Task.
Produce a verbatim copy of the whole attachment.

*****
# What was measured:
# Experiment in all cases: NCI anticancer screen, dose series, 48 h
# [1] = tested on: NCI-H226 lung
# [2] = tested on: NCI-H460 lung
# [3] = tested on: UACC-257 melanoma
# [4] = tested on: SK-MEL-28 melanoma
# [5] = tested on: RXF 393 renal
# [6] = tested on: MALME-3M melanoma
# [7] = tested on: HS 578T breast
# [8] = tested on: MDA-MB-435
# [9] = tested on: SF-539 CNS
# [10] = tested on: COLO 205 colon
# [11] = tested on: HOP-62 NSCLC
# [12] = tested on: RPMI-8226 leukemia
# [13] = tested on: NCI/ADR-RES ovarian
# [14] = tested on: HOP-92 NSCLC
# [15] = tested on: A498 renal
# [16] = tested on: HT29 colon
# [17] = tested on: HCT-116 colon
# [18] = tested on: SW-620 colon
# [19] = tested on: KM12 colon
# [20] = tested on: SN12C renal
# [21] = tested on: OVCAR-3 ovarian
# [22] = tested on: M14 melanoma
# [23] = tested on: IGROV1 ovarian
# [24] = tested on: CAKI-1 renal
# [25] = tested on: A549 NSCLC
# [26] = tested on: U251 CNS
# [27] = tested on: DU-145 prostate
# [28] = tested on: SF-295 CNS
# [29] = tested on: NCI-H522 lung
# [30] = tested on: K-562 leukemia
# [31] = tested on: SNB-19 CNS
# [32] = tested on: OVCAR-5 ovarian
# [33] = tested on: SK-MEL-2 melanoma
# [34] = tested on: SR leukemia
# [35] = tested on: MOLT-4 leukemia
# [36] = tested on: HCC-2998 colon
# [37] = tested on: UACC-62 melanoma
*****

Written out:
# What was measured:
# Experiment in all cases: NCI anticancer screen, dose series, 48 h
# [1] = tested on: NCI-H226 lung
# [2] = tested on: NCI-H460 lung
# [3] = tested on: UACC-257 melanoma
# [4] = tested on: SK-MEL-28 melanoma
# [5] = tested on: RXF 393 renal
# [6] = tested on: MALME-3M melanoma
# [7] = tested on: HS 578T breast
# [8] = tested on: MDA-MB-435
# [9] = tested on: SF-539 CNS
# [10] = tested on: COLO 205 colon
# [11] = tested on: HOP-62 NSCLC
# [12] = tested on: RPMI-8226 leukemia
# [13] = tested on: NCI/ADR-RES ovarian
# [14] = tested on: HOP-92 NSCLC
# [15] = tested on: A498 renal
# [16] = tested on: HT29 colon
# [17] = tested on: HCT-116 colon
# [18] = tested on: SW-620 colon
# [19] = tested on: KM12 colon
# [20] = tested on: SN12C renal
# [21] = tested on: OVCAR-3 ovarian
# [22] = tested on: M14 melanoma
# [23] = tested on: IGROV1 ovarian
# [24] = tested on: CAKI-1 renal
# [25] = tested on: A549 NSCLC
# [26] = tested on: U251 CNS
# [27] = tested on: DU-145 prostate
# [28] = tested on: SF-295 CNS
# [29] = tested on: NCI-H522 lung
# [30] = tested on: K-562 leukemia
# [31] = tested on: SNB-19 CNS
# [32] = tested on: OVCAR-5 ovarian
# [33] = tested on: SK-MEL-2 melanoma
# [34] = tested on: SR leukemia
# [35] = tested on: MOLT-4 leukemia
# [36] = tested on: HCC-2998 colon
# [37] = tested on: UACC-62 melanoma